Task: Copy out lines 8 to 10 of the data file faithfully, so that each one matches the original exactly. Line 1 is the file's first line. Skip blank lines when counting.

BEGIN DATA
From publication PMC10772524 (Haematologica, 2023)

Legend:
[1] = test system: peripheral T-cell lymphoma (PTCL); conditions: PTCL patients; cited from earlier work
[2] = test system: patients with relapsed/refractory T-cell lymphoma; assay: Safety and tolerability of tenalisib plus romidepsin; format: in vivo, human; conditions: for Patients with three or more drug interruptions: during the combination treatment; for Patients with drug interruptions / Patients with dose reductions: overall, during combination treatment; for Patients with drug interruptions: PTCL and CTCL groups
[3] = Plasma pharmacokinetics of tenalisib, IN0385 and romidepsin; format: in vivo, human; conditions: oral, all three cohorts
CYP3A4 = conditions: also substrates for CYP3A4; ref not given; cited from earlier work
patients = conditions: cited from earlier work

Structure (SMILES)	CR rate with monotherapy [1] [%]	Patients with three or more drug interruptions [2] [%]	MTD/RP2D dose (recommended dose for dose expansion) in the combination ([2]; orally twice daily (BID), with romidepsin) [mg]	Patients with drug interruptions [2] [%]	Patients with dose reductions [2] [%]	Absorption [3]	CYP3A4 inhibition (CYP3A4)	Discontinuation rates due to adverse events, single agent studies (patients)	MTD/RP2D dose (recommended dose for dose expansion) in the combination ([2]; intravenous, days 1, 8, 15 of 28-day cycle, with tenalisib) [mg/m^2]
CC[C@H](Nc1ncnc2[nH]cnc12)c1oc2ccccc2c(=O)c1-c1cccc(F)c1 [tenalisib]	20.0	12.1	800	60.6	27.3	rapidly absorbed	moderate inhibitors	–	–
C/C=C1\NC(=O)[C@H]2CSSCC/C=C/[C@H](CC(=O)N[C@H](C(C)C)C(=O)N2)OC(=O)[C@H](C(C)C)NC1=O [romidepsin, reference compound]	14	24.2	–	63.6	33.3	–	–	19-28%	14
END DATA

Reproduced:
Structure (SMILES)	CR rate with monotherapy [1] [%]	Patients with three or more drug interruptions [2] [%]	MTD/RP2D dose (recommended dose for dose expansion) in the combination ([2]; orally twice daily (BID), with romidepsin) [mg]	Patients with drug interruptions [2] [%]	Patients with dose reductions [2] [%]	Absorption [3]	CYP3A4 inhibition (CYP3A4)	Discontinuation rates due to adverse events, single agent studies (patients)	MTD/RP2D dose (recommended dose for dose expansion) in the combination ([2]; intravenous, days 1, 8, 15 of 28-day cycle, with tenalisib) [mg/m^2]
CC[C@H](Nc1ncnc2[nH]cnc12)c1oc2ccccc2c(=O)c1-c1cccc(F)c1 [tenalisib]	20.0	12.1	800	60.6	27.3	rapidly absorbed	moderate inhibitors	–	–
C/C=C1\NC(=O)[C@H]2CSSCC/C=C/[C@H](CC(=O)N[C@H](C(C)C)C(=O)N2)OC(=O)[C@H](C(C)C)NC1=O [romidepsin, reference compound]	14	24.2	–	63.6	33.3	–	–	19-28%	14